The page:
Transcript: Charlie Rose’s interview with Syrian President Bashar al-Assad – Part II

Part II: Partial transcript of Charlie Rose’s interview with Syrian President Bashar al-Assad. The interview was broadcasted on Sept. 9, 2013.

Charlie Rose: Speaking of reality, what was the reality on August 21st? What happened in your judgment?

President al-Assad: We’re not in the area where the alleged chemical attack happened. I said alleged. We’re not sure that anything happened.

Charlie Rose: Even at this date, you’re not sure that chemical weapons – even though you have seen the video tape, even though you’ve seen the bodies, even though your own officials have been there.

President al-Assad: I haven’t finished. Our soldiers in another area were attacked chemically. Our soldiers – they went to the hospital as casualties because of chemical weapons, but in the area where they said the government used chemical weapons, we only had video and we only have pictures and allegations. We’re not there; our forces, our police, our institutions don’t exist there. How can you talk about what happened if you don’t have evidence? We’re not like the American administration, we’re not social media administration or government. We are a government that deals with reality. When we have evidence, we’ll announce it.

Charlie Rose: Well, as you know, Secretary Kerry has said there is evidence and that they saw rockets that fired from a region controlled by your forces into a region controlled by the rebels. They have evidence from satellite photographs of that. They have evidence of a message that was intercepted about chemical weapons, and soon thereafter there were other intercepted messages, so Secretary Kerry has presented what he views as conclusive evidence.

Kerry reminds about the big lie that Collin Powell said in front of the world on satellites about the WMD in Iraq

President al-Assad: No, he presented his confidence and his convictions. It’s not about confidence, it’s about evidence. The Russians have completely opposite evidence that the missiles were thrown from an area where the rebels control. This reminds me – what Kerry said – about the big lie that Colin Powell said in front of the world on satellites about the WMD in Iraq before going to war. He said “this is our evidence.” Actually, he gave false evidence. In this case, Kerry didn’t even present any evidence. He talked “we have evidence” and he didn’t present anything. Not yet, nothing so far; not a single shred of evidence.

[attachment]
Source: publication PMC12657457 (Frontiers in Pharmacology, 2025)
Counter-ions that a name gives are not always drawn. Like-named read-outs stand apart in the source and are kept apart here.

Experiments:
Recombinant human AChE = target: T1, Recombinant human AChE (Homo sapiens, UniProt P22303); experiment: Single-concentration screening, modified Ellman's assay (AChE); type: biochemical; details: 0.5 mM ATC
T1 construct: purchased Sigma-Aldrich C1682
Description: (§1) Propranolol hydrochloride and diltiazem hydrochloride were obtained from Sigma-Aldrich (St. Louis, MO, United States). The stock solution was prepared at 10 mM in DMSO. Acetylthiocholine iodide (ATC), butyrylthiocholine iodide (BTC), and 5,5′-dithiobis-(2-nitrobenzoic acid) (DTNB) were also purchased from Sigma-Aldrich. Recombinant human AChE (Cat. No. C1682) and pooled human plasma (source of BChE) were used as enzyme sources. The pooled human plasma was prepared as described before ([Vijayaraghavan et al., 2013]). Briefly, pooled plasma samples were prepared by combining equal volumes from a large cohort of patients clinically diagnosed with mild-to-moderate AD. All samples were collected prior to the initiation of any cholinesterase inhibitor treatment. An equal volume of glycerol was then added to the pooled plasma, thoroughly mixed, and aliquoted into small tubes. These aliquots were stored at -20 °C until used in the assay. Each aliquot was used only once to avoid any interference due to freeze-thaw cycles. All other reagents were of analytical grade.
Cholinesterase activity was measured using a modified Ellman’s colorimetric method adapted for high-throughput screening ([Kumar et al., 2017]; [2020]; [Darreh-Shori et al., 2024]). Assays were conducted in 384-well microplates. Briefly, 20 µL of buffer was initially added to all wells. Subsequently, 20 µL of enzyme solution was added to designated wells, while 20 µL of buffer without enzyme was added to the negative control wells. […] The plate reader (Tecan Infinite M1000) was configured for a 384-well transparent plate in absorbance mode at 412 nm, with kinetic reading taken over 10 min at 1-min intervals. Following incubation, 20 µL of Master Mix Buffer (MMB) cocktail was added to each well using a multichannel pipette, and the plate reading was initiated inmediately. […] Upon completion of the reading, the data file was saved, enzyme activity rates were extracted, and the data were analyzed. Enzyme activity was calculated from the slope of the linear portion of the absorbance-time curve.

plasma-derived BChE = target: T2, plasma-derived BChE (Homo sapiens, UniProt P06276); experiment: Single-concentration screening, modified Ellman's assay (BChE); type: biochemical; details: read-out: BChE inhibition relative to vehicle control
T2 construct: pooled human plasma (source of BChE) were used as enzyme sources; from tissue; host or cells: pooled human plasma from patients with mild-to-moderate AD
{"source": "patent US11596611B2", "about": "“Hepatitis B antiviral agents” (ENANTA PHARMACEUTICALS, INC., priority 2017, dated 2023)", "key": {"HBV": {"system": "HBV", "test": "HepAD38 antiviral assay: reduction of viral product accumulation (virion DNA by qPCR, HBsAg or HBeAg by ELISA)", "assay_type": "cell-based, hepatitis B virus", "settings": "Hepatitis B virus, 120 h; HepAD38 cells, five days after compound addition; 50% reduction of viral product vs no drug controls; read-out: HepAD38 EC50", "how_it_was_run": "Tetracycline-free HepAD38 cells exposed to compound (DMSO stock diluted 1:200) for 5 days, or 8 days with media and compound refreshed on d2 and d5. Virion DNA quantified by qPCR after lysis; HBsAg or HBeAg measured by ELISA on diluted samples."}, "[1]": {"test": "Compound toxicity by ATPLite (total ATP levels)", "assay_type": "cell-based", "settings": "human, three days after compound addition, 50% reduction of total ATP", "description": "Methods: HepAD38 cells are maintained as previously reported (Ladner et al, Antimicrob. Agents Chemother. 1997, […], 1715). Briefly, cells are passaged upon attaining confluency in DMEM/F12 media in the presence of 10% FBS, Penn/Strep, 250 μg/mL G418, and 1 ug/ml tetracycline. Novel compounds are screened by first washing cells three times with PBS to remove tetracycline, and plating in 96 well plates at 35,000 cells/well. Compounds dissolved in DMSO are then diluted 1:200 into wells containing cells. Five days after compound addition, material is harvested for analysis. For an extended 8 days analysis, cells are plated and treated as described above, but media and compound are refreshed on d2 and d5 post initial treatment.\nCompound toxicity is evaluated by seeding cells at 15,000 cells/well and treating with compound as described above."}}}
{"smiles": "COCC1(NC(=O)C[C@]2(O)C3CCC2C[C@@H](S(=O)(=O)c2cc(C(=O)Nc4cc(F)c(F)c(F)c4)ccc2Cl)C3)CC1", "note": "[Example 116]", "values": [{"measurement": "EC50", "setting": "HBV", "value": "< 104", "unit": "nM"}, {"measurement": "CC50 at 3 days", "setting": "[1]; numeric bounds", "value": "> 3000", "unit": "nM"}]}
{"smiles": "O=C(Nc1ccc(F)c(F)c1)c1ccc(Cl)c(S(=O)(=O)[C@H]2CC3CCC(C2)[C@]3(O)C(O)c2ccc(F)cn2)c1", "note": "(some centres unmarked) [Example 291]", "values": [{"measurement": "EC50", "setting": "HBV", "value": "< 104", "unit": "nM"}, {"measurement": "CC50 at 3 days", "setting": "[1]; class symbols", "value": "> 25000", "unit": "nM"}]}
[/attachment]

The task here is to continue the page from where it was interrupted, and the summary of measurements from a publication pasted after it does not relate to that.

Charlie Rose: Do you have some remorse for those bodies, those people, it is said to be up to at least a thousand or perhaps 1400, who were in Eastern Ghouta, who died?

President al-Assad: We feel pain for every Syrian victim.

Charlie Rose: What about the victims of this assault from chemical warfare?

President al-Assad: Dead is dead, killing is killing, crime is crime. When you feel pain, you feel pain about their family, about the loss that you have in your country, whether one person was killed or a hundred or a thousand. It’s a loss, it’s a crime, it’s a moral issue. We have family that we sit with, family that loved their dear ones. It’s not about how they are killed, it’s about that they are dead now; this is the bad thing.

Charlie Rose: But has there been any remorse or sadness on behalf of the Syrian people for what happened?

President al-Assad: I think sadness prevails in Syria now. We don’t feel anything else but sadness because we have this killing every day, whether with chemical or any other kind. It’s not about how. We feel with it every day.

Charlie Rose: But this was indiscriminate, and children were killed, and people who said goodbye to their children in the morning didn’t see them and will never see them again, in Ghouta.